With the current talk about raising the nuclear threat level, I am reminded of the Cold War and fallout shelters of my childhood.
Frankly, these are memories we would all rather forget!
I grew up during the Cold War (1947-1989), as did my husband and many of my friends.
Here is a great summary of the Cold War from History.com.
Note: as a history buff, I love www.history.com
According to the History article, after World War II there was mutual distrust and enmity between the U.S. and the U.S.S.R. Both countries built up their arms, including nuclear arms. The stakes were high on both sides because of the threat of mutual destruction with nuclear weapons.
While I grew up under this Cold War ‘cloud’ and I don’t remember being particularly fearful. I imagine my parents were anxious, but I don’t remember them talking about it. And I was too busy just being a kid. What I do remember from that time are ‘duck and cover’ (under your desk) exercises and nuclear fallout shelters.
“My Fellow Americans,” he wrote, “nuclear weapons and the possibility of nuclear war are facts of life we cannot ignore today.”John F. Kennedy, 9/15/61
The President went on to implement a program to identify buildings that MIGHT be able to protect people from nuclear fallout. Buildings were identified and stocked and signs went up on the outside, such as the sign in the lower right of today’s collage. I think my elementary school was designated as a fallout shelter and I imagine that reassured my parents. I also remember the signs on the buildings on Central Avenue (our main street). I never went into one.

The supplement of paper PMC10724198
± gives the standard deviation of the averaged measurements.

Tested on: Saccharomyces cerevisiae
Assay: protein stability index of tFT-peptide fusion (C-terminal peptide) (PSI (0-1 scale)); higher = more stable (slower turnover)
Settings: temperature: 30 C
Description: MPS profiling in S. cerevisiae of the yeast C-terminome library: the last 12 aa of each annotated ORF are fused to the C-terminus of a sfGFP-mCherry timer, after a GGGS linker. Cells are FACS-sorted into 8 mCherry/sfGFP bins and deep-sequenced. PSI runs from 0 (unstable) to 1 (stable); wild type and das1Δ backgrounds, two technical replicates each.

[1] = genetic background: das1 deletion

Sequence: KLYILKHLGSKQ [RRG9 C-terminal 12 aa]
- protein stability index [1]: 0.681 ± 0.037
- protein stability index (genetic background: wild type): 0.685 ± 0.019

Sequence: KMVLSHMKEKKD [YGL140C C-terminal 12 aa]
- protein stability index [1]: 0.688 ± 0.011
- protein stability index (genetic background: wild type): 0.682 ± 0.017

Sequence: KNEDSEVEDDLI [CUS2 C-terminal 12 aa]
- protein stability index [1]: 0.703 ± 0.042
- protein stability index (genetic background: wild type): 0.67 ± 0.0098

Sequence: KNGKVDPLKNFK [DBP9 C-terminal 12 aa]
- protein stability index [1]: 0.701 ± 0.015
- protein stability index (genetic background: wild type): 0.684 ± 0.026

Here is another article from History.com about the nuclear fallout shelters. According to the article, the ‘fallout shelter’ concept was flawed from the get-go.
“People reasoned, when faced with the prospect of nuclear war, climbing into a shelter probably wasn’t going to do that much good.”Steven R. David, Professor, International Relations, John Hopkins University
While the Cold War didn’t officially end until 1989 (when Soviet influence waned in Eastern Europe), I don’t remember much about an ongoing nuclear threat after the 1960’s…..until now that is.